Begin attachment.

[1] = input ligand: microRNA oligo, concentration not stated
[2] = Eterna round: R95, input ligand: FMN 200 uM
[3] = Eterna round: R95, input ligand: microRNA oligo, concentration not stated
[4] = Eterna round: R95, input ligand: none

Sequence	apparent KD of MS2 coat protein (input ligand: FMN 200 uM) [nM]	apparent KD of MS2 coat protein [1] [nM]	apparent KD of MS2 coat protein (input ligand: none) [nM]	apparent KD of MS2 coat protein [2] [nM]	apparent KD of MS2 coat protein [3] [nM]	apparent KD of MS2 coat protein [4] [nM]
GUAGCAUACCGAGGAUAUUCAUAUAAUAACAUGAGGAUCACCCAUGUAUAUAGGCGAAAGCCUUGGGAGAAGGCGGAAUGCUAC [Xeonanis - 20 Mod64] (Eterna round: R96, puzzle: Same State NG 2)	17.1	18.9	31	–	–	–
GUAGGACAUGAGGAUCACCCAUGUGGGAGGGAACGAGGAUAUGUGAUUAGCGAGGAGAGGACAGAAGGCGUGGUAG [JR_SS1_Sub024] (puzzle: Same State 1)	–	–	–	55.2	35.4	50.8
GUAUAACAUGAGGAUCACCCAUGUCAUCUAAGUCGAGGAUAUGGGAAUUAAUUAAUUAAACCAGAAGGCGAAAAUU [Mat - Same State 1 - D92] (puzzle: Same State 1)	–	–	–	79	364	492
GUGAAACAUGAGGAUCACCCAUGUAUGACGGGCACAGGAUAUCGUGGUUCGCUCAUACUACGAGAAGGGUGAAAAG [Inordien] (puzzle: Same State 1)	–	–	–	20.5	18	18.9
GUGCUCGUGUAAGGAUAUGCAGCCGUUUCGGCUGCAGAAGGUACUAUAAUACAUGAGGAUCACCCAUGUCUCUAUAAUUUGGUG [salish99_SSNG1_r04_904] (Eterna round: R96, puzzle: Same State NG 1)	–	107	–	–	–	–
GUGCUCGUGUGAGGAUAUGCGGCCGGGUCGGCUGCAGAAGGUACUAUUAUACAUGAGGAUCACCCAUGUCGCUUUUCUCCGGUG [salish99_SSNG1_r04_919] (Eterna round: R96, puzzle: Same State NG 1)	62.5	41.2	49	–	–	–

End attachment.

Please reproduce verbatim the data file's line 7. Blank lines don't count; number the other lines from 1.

GUAGGACAUGAGGAUCACCCAUGUGGGAGGGAACGAGGAUAUGUGAUUAGCGAGGAGAGGACAGAAGGCGUGGUAG [JR_SS1_Sub024] (puzzle: Same State 1)	–	–	–	55.2	35.4	50.8